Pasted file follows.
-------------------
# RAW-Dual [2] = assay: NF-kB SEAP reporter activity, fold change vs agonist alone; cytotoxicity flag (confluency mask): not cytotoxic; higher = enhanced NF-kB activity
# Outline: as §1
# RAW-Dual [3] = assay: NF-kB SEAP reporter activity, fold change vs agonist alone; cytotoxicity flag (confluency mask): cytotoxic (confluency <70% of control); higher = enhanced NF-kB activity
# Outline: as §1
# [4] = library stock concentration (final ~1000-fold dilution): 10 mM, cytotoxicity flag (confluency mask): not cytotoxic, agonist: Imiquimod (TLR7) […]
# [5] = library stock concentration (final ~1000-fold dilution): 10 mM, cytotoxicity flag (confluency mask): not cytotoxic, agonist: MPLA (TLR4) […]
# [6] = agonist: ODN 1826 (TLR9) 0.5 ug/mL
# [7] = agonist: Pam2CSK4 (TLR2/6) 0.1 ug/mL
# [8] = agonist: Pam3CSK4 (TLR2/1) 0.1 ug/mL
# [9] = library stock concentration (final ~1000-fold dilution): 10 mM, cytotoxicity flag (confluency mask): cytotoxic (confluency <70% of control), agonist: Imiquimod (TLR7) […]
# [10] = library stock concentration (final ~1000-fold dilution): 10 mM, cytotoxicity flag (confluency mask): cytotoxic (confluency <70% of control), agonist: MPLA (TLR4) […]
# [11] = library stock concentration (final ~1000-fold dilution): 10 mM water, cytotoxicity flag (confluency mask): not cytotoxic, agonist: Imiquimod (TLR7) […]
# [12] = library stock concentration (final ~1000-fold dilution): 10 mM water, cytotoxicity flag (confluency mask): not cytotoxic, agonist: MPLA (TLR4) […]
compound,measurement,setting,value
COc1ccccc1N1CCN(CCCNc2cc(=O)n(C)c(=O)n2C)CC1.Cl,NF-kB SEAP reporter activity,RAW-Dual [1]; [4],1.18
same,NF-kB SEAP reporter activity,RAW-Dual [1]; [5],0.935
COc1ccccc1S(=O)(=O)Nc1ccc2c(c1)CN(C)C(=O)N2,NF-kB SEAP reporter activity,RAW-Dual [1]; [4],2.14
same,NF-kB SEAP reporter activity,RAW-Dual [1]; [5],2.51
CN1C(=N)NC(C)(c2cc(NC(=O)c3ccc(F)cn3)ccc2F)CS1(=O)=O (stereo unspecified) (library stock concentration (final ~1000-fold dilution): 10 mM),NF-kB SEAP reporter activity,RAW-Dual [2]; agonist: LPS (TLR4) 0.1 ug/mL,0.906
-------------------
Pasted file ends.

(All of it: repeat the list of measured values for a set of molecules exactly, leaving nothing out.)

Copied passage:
# RAW-Dual [2] = assay: NF-kB SEAP reporter activity, fold change vs agonist alone; cytotoxicity flag (confluency mask): not cytotoxic; higher = enhanced NF-kB activity
# Outline: as §1
# RAW-Dual [3] = assay: NF-kB SEAP reporter activity, fold change vs agonist alone; cytotoxicity flag (confluency mask): cytotoxic (confluency <70% of control); higher = enhanced NF-kB activity
# Outline: as §1
# [4] = library stock concentration (final ~1000-fold dilution): 10 mM, cytotoxicity flag (confluency mask): not cytotoxic, agonist: Imiquimod (TLR7) […]
# [5] = library stock concentration (final ~1000-fold dilution): 10 mM, cytotoxicity flag (confluency mask): not cytotoxic, agonist: MPLA (TLR4) […]
# [6] = agonist: ODN 1826 (TLR9) 0.5 ug/mL
# [7] = agonist: Pam2CSK4 (TLR2/6) 0.1 ug/mL
# [8] = agonist: Pam3CSK4 (TLR2/1) 0.1 ug/mL
# [9] = library stock concentration (final ~1000-fold dilution): 10 mM, cytotoxicity flag (confluency mask): cytotoxic (confluency <70% of control), agonist: Imiquimod (TLR7) […]
# [10] = library stock concentration (final ~1000-fold dilution): 10 mM, cytotoxicity flag (confluency mask): cytotoxic (confluency <70% of control), agonist: MPLA (TLR4) […]
# [11] = library stock concentration (final ~1000-fold dilution): 10 mM water, cytotoxicity flag (confluency mask): not cytotoxic, agonist: Imiquimod (TLR7) […]
# [12] = library stock concentration (final ~1000-fold dilution): 10 mM water, cytotoxicity flag (confluency mask): not cytotoxic, agonist: MPLA (TLR4) […]
compound,measurement,setting,value
COc1ccccc1N1CCN(CCCNc2cc(=O)n(C)c(=O)n2C)CC1.Cl,NF-kB SEAP reporter activity,RAW-Dual [1]; [4],1.18
same,NF-kB SEAP reporter activity,RAW-Dual [1]; [5],0.935
COc1ccccc1S(=O)(=O)Nc1ccc2c(c1)CN(C)C(=O)N2,NF-kB SEAP reporter activity,RAW-Dual [1]; [4],2.14
same,NF-kB SEAP reporter activity,RAW-Dual [1]; [5],2.51
CN1C(=N)NC(C)(c2cc(NC(=O)c3ccc(F)cn3)ccc2F)CS1(=O)=O (stereo unspecified) (library stock concentration (final ~1000-fold dilution): 10 mM),NF-kB SEAP reporter activity,RAW-Dual [2]; agonist: LPS (TLR4) 0.1 ug/mL,0.906